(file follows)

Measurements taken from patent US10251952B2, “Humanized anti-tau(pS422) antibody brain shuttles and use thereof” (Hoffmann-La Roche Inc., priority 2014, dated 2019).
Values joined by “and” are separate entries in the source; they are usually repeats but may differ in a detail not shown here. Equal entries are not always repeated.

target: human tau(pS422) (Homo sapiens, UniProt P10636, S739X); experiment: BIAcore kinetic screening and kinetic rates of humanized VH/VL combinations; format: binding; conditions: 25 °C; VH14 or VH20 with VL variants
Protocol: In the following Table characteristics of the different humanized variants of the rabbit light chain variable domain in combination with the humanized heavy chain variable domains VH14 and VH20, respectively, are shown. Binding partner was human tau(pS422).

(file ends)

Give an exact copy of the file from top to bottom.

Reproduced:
Measurements taken from patent US10251952B2, “Humanized anti-tau(pS422) antibody brain shuttles and use thereof” (Hoffmann-La Roche Inc., priority 2014, dated 2019).
Values joined by “and” are separate entries in the source; they are usually repeats but may differ in a detail not shown here. Equal entries are not always repeated.

target: human tau(pS422) (Homo sapiens, UniProt P10636, S739X); experiment: BIAcore kinetic screening and kinetic rates of humanized VH/VL combinations; format: binding; conditions: 25 °C; VH14 or VH20 with VL variants
Protocol: In the following Table characteristics of the different humanized variants of the rabbit light chain variable domain in combination with the humanized heavy chain variable domains VH14 and VH20, respectively, are shown. Binding partner was human tau(pS422).